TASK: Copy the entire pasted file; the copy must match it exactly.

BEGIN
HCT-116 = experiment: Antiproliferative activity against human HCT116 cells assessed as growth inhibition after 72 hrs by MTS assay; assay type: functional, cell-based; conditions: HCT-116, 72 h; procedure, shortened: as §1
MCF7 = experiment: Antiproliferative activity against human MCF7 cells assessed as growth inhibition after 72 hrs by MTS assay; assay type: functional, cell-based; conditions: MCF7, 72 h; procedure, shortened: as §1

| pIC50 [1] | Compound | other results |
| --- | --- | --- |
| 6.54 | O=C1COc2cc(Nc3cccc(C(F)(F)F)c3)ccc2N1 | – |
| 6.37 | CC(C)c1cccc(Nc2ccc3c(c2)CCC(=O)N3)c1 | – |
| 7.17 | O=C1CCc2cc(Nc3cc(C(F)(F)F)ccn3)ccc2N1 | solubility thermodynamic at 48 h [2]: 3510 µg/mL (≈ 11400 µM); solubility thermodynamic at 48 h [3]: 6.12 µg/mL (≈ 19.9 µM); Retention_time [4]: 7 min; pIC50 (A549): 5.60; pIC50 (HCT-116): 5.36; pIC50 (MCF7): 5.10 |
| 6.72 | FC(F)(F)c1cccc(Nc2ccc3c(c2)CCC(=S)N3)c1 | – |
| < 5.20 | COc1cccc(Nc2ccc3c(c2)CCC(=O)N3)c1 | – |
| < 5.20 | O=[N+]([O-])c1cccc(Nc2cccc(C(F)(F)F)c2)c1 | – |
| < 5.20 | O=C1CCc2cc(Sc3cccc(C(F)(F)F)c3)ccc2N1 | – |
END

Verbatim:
HCT-116 = experiment: Antiproliferative activity against human HCT116 cells assessed as growth inhibition after 72 hrs by MTS assay; assay type: functional, cell-based; conditions: HCT-116, 72 h; procedure, shortened: as §1
MCF7 = experiment: Antiproliferative activity against human MCF7 cells assessed as growth inhibition after 72 hrs by MTS assay; assay type: functional, cell-based; conditions: MCF7, 72 h; procedure, shortened: as §1

| pIC50 [1] | Compound | other results |
| --- | --- | --- |
| 6.54 | O=C1COc2cc(Nc3cccc(C(F)(F)F)c3)ccc2N1 | – |
| 6.37 | CC(C)c1cccc(Nc2ccc3c(c2)CCC(=O)N3)c1 | – |
| 7.17 | O=C1CCc2cc(Nc3cc(C(F)(F)F)ccn3)ccc2N1 | solubility thermodynamic at 48 h [2]: 3510 µg/mL (≈ 11400 µM); solubility thermodynamic at 48 h [3]: 6.12 µg/mL (≈ 19.9 µM); Retention_time [4]: 7 min; pIC50 (A549): 5.60; pIC50 (HCT-116): 5.36; pIC50 (MCF7): 5.10 |
| 6.72 | FC(F)(F)c1cccc(Nc2ccc3c(c2)CCC(=S)N3)c1 | – |
| < 5.20 | COc1cccc(Nc2ccc3c(c2)CCC(=O)N3)c1 | – |
| < 5.20 | O=[N+]([O-])c1cccc(Nc2cccc(C(F)(F)F)c2)c1 | – |
| < 5.20 | O=C1CCc2cc(Sc3cccc(C(F)(F)F)c3)ccc2N1 | – |